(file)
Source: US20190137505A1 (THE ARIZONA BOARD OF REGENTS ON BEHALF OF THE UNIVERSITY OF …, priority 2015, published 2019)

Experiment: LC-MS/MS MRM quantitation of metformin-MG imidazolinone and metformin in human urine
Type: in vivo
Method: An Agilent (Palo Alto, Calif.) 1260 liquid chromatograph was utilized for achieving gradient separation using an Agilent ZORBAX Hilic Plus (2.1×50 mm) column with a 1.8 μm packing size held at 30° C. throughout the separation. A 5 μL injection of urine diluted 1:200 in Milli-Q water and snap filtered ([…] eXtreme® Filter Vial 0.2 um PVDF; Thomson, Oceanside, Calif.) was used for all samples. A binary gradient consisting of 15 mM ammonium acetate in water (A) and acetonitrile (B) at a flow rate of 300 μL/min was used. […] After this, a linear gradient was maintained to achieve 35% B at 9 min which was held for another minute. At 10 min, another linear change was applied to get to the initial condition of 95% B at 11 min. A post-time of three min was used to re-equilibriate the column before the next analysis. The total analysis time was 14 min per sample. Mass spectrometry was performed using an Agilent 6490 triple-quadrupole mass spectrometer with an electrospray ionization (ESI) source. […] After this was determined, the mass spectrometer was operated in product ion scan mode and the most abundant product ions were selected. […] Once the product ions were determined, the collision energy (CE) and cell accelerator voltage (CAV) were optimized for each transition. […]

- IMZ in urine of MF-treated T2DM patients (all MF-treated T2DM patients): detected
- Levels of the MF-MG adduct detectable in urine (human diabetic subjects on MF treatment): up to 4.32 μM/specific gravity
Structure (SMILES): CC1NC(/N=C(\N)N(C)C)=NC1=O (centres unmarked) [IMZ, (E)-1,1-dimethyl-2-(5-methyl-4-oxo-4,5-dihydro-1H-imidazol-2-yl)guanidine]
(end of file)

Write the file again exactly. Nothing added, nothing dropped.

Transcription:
Source: US20190137505A1 (THE ARIZONA BOARD OF REGENTS ON BEHALF OF THE UNIVERSITY OF …, priority 2015, published 2019)

Experiment: LC-MS/MS MRM quantitation of metformin-MG imidazolinone and metformin in human urine
Type: in vivo
Method: An Agilent (Palo Alto, Calif.) 1260 liquid chromatograph was utilized for achieving gradient separation using an Agilent ZORBAX Hilic Plus (2.1×50 mm) column with a 1.8 μm packing size held at 30° C. throughout the separation. A 5 μL injection of urine diluted 1:200 in Milli-Q water and snap filtered ([…] eXtreme® Filter Vial 0.2 um PVDF; Thomson, Oceanside, Calif.) was used for all samples. A binary gradient consisting of 15 mM ammonium acetate in water (A) and acetonitrile (B) at a flow rate of 300 μL/min was used. […] After this, a linear gradient was maintained to achieve 35% B at 9 min which was held for another minute. At 10 min, another linear change was applied to get to the initial condition of 95% B at 11 min. A post-time of three min was used to re-equilibriate the column before the next analysis. The total analysis time was 14 min per sample. Mass spectrometry was performed using an Agilent 6490 triple-quadrupole mass spectrometer with an electrospray ionization (ESI) source. […] After this was determined, the mass spectrometer was operated in product ion scan mode and the most abundant product ions were selected. […] Once the product ions were determined, the collision energy (CE) and cell accelerator voltage (CAV) were optimized for each transition. […]

- IMZ in urine of MF-treated T2DM patients (all MF-treated T2DM patients): detected
- Levels of the MF-MG adduct detectable in urine (human diabetic subjects on MF treatment): up to 4.32 μM/specific gravity
Structure (SMILES): CC1NC(/N=C(\N)N(C)C)=NC1=O (centres unmarked) [IMZ, (E)-1,1-dimethyl-2-(5-methyl-4-oxo-4,5-dihydro-1H-imidazol-2-yl)guanidine]